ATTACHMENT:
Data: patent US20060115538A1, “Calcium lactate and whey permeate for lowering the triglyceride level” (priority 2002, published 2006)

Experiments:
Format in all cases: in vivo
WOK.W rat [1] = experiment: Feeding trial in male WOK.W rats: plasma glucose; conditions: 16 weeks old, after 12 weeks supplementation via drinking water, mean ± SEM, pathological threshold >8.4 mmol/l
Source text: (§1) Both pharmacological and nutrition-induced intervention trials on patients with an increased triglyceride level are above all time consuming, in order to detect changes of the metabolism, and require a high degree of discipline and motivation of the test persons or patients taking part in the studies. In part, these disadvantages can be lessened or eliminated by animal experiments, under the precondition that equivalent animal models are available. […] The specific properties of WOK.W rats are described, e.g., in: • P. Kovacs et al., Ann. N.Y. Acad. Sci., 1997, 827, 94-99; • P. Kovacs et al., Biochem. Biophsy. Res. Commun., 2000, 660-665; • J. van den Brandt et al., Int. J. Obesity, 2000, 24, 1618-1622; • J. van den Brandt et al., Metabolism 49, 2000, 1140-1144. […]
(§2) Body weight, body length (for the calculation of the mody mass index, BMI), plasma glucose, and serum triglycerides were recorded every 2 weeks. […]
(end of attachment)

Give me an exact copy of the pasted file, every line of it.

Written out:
Data: patent US20060115538A1, “Calcium lactate and whey permeate for lowering the triglyceride level” (priority 2002, published 2006)

Experiments:
Format in all cases: in vivo
WOK.W rat [1] = experiment: Feeding trial in male WOK.W rats: plasma glucose; conditions: 16 weeks old, after 12 weeks supplementation via drinking water, mean ± SEM, pathological threshold >8.4 mmol/l
Source text: (§1) Both pharmacological and nutrition-induced intervention trials on patients with an increased triglyceride level are above all time consuming, in order to detect changes of the metabolism, and require a high degree of discipline and motivation of the test persons or patients taking part in the studies. In part, these disadvantages can be lessened or eliminated by animal experiments, under the precondition that equivalent animal models are available. […] The specific properties of WOK.W rats are described, e.g., in: • P. Kovacs et al., Ann. N.Y. Acad. Sci., 1997, 827, 94-99; • P. Kovacs et al., Biochem. Biophsy. Res. Commun., 2000, 660-665; • J. van den Brandt et al., Int. J. Obesity, 2000, 24, 1618-1622; • J. van den Brandt et al., Metabolism 49, 2000, 1140-1144. […]
(§2) Body weight, body length (for the calculation of the mody mass index, BMI), plasma glucose, and serum triglycerides were recorded every 2 weeks. […]